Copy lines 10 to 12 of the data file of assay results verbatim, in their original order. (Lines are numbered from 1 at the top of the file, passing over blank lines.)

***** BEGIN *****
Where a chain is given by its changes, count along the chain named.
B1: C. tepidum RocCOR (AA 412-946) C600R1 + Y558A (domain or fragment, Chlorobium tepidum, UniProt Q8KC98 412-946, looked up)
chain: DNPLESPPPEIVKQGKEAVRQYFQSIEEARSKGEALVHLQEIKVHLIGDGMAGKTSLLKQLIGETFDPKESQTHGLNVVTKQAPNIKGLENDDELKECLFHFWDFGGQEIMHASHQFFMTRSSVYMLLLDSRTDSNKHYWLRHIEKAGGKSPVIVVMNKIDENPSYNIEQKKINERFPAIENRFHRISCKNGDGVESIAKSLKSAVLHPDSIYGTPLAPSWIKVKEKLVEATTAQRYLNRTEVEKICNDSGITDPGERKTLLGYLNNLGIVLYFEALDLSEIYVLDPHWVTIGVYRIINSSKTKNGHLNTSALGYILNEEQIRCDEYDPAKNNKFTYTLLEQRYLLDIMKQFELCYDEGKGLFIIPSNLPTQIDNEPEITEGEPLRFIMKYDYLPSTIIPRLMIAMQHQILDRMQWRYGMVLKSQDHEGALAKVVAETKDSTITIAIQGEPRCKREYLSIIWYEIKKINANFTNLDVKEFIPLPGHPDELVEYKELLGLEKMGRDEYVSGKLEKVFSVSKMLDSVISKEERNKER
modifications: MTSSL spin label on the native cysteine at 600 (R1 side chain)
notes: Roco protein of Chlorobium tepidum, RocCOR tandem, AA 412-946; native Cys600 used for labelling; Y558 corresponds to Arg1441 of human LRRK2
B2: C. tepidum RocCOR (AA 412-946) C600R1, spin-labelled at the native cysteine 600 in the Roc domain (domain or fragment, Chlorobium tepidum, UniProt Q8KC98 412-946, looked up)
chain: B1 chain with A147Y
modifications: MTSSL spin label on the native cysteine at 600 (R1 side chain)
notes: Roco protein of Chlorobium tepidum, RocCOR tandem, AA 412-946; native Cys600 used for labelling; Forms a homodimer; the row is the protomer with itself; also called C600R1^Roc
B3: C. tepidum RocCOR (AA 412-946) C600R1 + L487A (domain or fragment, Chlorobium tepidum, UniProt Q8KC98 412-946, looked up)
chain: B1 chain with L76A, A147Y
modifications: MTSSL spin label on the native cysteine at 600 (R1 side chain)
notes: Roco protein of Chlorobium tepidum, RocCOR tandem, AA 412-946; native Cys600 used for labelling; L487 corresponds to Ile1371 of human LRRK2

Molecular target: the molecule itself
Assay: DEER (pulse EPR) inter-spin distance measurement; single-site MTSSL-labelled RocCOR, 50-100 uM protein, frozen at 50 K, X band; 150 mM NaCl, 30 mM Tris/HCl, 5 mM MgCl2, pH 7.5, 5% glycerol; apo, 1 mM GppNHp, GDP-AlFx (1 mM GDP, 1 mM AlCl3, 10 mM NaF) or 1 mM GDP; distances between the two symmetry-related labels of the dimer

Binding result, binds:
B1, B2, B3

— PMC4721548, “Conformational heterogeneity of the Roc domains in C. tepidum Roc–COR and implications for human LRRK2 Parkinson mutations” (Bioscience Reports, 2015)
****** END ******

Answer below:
B3: C. tepidum RocCOR (AA 412-946) C600R1 + L487A (domain or fragment, Chlorobium tepidum, UniProt Q8KC98 412-946, looked up)
chain: B1 chain with L76A, A147Y
modifications: MTSSL spin label on the native cysteine at 600 (R1 side chain)